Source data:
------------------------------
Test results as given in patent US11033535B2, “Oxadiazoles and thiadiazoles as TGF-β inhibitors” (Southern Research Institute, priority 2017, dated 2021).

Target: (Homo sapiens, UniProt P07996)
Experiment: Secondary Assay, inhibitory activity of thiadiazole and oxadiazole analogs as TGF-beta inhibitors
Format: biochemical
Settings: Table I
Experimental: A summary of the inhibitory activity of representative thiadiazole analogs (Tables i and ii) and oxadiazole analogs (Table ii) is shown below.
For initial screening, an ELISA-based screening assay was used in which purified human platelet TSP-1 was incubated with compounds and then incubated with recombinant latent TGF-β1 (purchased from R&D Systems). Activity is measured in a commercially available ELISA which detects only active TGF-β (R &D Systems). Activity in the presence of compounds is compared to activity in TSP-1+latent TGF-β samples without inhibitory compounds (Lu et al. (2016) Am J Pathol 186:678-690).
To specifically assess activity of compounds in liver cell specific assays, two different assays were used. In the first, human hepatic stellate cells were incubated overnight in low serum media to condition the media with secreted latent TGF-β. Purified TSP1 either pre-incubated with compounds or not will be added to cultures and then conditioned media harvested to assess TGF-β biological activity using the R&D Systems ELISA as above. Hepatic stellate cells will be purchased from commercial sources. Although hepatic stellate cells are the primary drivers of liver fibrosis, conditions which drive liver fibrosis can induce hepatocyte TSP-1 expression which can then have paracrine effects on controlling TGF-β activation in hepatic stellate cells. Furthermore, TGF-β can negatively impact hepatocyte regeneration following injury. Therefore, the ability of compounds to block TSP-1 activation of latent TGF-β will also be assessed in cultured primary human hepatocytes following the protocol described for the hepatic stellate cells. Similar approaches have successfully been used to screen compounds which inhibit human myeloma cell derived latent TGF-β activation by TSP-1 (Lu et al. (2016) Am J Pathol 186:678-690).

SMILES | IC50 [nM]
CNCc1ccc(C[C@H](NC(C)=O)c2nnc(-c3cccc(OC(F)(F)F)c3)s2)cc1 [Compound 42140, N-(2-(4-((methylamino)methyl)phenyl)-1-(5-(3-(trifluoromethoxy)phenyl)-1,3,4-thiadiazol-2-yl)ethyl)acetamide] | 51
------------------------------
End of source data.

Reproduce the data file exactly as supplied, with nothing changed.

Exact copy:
Test results as given in patent US11033535B2, “Oxadiazoles and thiadiazoles as TGF-β inhibitors” (Southern Research Institute, priority 2017, dated 2021).

Target: (Homo sapiens, UniProt P07996)
Experiment: Secondary Assay, inhibitory activity of thiadiazole and oxadiazole analogs as TGF-beta inhibitors
Format: biochemical
Settings: Table I
Experimental: A summary of the inhibitory activity of representative thiadiazole analogs (Tables i and ii) and oxadiazole analogs (Table ii) is shown below.
For initial screening, an ELISA-based screening assay was used in which purified human platelet TSP-1 was incubated with compounds and then incubated with recombinant latent TGF-β1 (purchased from R&D Systems). Activity is measured in a commercially available ELISA which detects only active TGF-β (R &D Systems). Activity in the presence of compounds is compared to activity in TSP-1+latent TGF-β samples without inhibitory compounds (Lu et al. (2016) Am J Pathol 186:678-690).
To specifically assess activity of compounds in liver cell specific assays, two different assays were used. In the first, human hepatic stellate cells were incubated overnight in low serum media to condition the media with secreted latent TGF-β. Purified TSP1 either pre-incubated with compounds or not will be added to cultures and then conditioned media harvested to assess TGF-β biological activity using the R&D Systems ELISA as above. Hepatic stellate cells will be purchased from commercial sources. Although hepatic stellate cells are the primary drivers of liver fibrosis, conditions which drive liver fibrosis can induce hepatocyte TSP-1 expression which can then have paracrine effects on controlling TGF-β activation in hepatic stellate cells. Furthermore, TGF-β can negatively impact hepatocyte regeneration following injury. Therefore, the ability of compounds to block TSP-1 activation of latent TGF-β will also be assessed in cultured primary human hepatocytes following the protocol described for the hepatic stellate cells. Similar approaches have successfully been used to screen compounds which inhibit human myeloma cell derived latent TGF-β activation by TSP-1 (Lu et al. (2016) Am J Pathol 186:678-690).

SMILES | IC50 [nM]
CNCc1ccc(C[C@H](NC(C)=O)c2nnc(-c3cccc(OC(F)(F)F)c3)s2)cc1 [Compound 42140, N-(2-(4-((methylamino)methyl)phenyl)-1-(5-(3-(trifluoromethoxy)phenyl)-1,3,4-thiadiazol-2-yl)ethyl)acetamide] | 51